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TIAKI – Community wellbeing for whānau with lived experience of incarceration

36 months
Approved budget:
Dr Paula King
Dr Ruth Cunningham
Ms Cheryl Davies
Associate Professor Bridget Robson
Dr Frederieke Petrovic-van der Deen
Ms Jeannine Stairmand
Gabrielle Baker
Dr Tristram Ingham
Professor James Stanley
Dr Sheree Gibb
Dr Helen Pearse-Otene
Mr Jim Moriarty
Ms Natalie Paki Paki
Health issue:
Wellbeing (autonomy self-determination)
Proposal type:
Māori Health Project
Lay summary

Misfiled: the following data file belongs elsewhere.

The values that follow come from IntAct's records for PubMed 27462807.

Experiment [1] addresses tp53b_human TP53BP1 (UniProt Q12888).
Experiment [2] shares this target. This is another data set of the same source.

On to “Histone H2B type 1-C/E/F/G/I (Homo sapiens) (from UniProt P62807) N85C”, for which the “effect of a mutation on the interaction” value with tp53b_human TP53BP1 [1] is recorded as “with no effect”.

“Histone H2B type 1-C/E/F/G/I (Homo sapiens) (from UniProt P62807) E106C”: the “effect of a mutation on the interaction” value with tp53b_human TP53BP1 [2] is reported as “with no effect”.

As experienced by Indigenous peoples globally, Māori experience unjust mass incarceration, impacting on the health and wellbeing of not only those who are incarcerated but their whānau and communities. Community re-entry is an important opportunity to address the adverse impacts of incarceration on individuals and whānau and will be an important part of the transition away from the system of mass incarceration. Our kaupapa Māori mixed-methods research addresses contemporary challenges in an area of critical health and justice need for Māori, responding to the vision of a society that prevents harm, addresses its causes, and promotes wellbeing. ‘TIAKI’ focuses on community re-entry wellbeing. We will use routinely collected Government data to understand community entry pathways for Māori and the factors which influence wellbeing outcomes after release. We will support whānau with lived experience of incarceration as researchers to develop strategies for self-determined pathways supporting positive community re-entry wellbeing.